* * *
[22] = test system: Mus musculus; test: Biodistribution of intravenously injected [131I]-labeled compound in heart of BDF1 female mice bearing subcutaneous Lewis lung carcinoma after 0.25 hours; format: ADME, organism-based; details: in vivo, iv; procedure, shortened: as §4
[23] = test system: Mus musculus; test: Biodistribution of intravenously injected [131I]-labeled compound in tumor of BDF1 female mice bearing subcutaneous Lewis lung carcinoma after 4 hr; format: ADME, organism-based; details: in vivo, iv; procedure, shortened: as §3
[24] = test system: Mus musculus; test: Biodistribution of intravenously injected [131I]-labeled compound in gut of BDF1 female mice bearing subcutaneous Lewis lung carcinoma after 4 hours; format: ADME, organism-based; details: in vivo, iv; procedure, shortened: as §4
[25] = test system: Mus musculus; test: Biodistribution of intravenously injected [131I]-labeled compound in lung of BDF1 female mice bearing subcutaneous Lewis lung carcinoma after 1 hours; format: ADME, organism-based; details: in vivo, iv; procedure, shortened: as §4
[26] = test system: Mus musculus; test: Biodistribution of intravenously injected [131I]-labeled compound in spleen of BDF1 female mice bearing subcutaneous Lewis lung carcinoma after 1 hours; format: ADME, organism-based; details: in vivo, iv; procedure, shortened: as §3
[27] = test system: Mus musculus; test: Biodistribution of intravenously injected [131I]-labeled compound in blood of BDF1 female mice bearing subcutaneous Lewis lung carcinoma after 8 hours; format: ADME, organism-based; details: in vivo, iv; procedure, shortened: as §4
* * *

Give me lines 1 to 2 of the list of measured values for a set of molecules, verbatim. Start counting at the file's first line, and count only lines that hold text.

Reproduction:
[22] = test system: Mus musculus; test: Biodistribution of intravenously injected [131I]-labeled compound in heart of BDF1 female mice bearing subcutaneous Lewis lung carcinoma after 0.25 hours; format: ADME, organism-based; details: in vivo, iv; procedure, shortened: as §4
[23] = test system: Mus musculus; test: Biodistribution of intravenously injected [131I]-labeled compound in tumor of BDF1 female mice bearing subcutaneous Lewis lung carcinoma after 4 hr; format: ADME, organism-based; details: in vivo, iv; procedure, shortened: as §3